Provocative Play Exposes Black Relationship Problems

Entertainment, News Off 91

Eugene Dillanado’s stage play “Save the Last Dance for Me,” brought to light the many problems that often plague Black male-female relationships. The play debuted February 4th at the Gwendolyn Brooks College Preparatory School, 250 E. 111th Street, with two shows at 2:00 p.m. and 6:00 p.m.

The sizzling extramarital affair between Dina Speight (LaSheda Wallace) and Perry Dupree (Eric Epps) thrives on sex and shouting matches which often leaves them bitter. Neither character listens to the other, but both exhibit anger when expressing their points of view. The play brought to bear the need for not only the black man to reconcile his anger issues but the Black woman should explore what is disturbing her as well.

The issue of interracial marriage was another critical issue that showed up. By marrying outside the race, Dina felt it was the answer to healing disappointed relationships with Black men. Perry’s opinions about Dina’s multi-ethnic marriage leaves her torn and on the defense about why she married outside of her race in the first place.

“The motivation behind the play is to bring men and women together,” said Eugene Dillanado, executive producer of “Save the Last Dance for Me.” “In relationships, we got to work as a team. There are a lot of things that prevent us from doing that, but “Save the Last Dance for Me” explores a lot of gaps that keeps Black men and women from working in harmony.”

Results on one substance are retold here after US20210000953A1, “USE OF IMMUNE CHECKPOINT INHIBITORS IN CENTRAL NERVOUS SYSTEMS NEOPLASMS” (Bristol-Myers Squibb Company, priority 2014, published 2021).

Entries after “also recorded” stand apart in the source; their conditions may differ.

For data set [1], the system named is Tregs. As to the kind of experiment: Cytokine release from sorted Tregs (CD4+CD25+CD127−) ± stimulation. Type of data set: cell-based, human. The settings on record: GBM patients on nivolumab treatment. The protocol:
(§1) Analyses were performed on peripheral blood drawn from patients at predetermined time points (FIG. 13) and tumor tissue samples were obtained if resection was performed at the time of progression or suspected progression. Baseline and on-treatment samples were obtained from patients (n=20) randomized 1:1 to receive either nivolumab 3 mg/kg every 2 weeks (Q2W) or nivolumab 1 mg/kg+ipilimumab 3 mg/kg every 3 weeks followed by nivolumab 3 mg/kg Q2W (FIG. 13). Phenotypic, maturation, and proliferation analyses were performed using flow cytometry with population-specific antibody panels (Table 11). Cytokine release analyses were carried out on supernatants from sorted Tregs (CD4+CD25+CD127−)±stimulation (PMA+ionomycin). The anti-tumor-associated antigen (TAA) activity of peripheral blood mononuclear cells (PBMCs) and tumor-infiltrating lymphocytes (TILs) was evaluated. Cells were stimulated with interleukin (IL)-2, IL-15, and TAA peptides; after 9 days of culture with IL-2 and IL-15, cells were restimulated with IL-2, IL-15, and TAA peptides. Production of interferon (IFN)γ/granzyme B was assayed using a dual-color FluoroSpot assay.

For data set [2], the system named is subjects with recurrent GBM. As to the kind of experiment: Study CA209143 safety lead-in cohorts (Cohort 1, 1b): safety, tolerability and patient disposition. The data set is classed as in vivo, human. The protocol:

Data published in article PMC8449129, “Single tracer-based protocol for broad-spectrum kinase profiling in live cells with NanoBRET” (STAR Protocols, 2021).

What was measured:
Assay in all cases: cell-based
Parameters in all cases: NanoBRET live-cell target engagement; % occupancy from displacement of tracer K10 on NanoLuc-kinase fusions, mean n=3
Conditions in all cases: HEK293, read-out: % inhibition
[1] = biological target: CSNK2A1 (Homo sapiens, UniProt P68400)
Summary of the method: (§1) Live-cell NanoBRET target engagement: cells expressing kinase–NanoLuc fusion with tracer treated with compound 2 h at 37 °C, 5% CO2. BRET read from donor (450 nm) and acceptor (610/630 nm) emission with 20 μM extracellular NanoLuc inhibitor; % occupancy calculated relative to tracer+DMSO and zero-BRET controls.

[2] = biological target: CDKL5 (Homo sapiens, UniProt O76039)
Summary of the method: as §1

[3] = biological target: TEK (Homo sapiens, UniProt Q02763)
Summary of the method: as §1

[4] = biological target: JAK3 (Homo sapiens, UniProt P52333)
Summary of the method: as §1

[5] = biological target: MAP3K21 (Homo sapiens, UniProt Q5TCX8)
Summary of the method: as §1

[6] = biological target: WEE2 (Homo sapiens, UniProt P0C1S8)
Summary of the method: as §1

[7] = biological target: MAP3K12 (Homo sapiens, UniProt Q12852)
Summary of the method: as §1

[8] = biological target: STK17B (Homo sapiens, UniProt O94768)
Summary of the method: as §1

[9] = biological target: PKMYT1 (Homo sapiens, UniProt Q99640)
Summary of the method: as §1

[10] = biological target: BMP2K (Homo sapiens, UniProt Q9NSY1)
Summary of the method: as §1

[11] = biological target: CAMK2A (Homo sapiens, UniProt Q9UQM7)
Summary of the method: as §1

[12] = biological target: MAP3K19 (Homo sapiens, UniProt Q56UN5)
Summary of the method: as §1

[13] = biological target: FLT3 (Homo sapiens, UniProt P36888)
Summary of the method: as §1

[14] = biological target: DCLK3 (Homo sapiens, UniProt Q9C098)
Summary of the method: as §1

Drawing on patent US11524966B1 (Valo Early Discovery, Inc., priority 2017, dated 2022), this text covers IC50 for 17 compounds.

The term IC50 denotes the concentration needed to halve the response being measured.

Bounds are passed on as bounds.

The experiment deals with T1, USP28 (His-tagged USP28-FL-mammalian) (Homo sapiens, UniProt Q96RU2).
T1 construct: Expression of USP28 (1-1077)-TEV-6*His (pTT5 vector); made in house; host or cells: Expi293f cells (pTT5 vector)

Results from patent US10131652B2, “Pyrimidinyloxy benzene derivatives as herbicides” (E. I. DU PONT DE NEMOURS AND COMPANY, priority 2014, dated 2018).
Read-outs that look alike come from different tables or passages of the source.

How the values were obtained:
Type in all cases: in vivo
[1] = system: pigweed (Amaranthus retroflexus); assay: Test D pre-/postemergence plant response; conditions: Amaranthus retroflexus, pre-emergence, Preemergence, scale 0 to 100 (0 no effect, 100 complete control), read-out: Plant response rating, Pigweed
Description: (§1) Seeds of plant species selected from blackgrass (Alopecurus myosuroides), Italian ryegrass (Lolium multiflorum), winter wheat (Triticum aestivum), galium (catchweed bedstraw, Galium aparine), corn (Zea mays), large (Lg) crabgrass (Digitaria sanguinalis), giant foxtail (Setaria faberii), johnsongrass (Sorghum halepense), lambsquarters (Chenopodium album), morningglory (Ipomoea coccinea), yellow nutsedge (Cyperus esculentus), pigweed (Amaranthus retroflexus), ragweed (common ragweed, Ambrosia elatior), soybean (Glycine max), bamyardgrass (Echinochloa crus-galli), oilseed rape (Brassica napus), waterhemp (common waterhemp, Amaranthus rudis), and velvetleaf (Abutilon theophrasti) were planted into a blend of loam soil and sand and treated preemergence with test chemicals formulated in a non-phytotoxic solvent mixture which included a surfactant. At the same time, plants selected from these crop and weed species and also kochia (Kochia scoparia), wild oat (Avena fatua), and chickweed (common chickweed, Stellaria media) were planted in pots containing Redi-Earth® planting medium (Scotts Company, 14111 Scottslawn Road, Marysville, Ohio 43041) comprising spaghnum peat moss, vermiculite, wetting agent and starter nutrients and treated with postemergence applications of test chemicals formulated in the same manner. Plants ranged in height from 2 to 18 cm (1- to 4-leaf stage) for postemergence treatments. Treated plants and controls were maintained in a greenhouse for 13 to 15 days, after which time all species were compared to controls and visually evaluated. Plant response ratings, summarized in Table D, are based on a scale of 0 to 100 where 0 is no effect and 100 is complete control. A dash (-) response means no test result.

The salty, gritty, discourse between Dina and Perry reveals Dina’s mistrust and fear, which according to Dillando are all linked to an abandoned childhood.

Race relations was another issue highlighted. Throughout the play, Perry pressured Dina to leave her white husband, hoping that the murders of Trayvon Martin and Laquan McDonald and others would give Dina a reality check about the state of race relations in this country.

Dillanado also pointed out the impact of childhood abandonment and how it weighs down a relationship. “Perry discovered that Dina father wasn’t there for her, which spoke to the issue of abandonment. Many women in our view carry this baggage and it impacts their relationships with other men,” he said.

Angelina Beck of South Holland stated that the play carried a lot of social issues affecting both the Black man and woman. “The play tapped on a lot of social issues that Black women and men often struggle with in relationships. It showed how women take on negative views of their relationships based on the relationship they had with their father. In this case, it wasn’t sexual abuse, but Dina’s father was absent from the home because he worked. Dina grew up feeling abandoned and in real life, this causes mistrust.”

Beck also added that the play depicted how the Black man is outspoken about racial oppression, yet he is powerless when it comes to taking a stand to change those circumstances that oppress him.

Playwright and Publisher of the Black Pages, Eugene Dillanado chose an excellent topic to bring to his theater audience. The play comes with lots of drama, sizzle, and passion. The performance is filled with good acting, which large audiences across the country will appreciate. Director, Curtis Hugghis and Assistant Director, LaTosha Davis were recognized as key directors in the production of “Save the Last Dance for Me.”

Interested parties looking to use the show as a fundraiser should call Eugene Dillanado, 773-407-1470.


About the author / 

Safiyyah Muhammad

Safiyyah P. Muhammad is a native Mississippian, creative writer, and reporter. Under Miss Muhammad’s authorship, she has published three children’s books including “Prince Hasmir’s High Seas Adventure,” “Princess Feldings & The Academy of Queens” and “When Jaguars Roar.” Muhammad is a Rust College graduate where she received a B.A. degree in Journalism and Mass Communications and she also holds a B.S. degree in Information Technology (2007).

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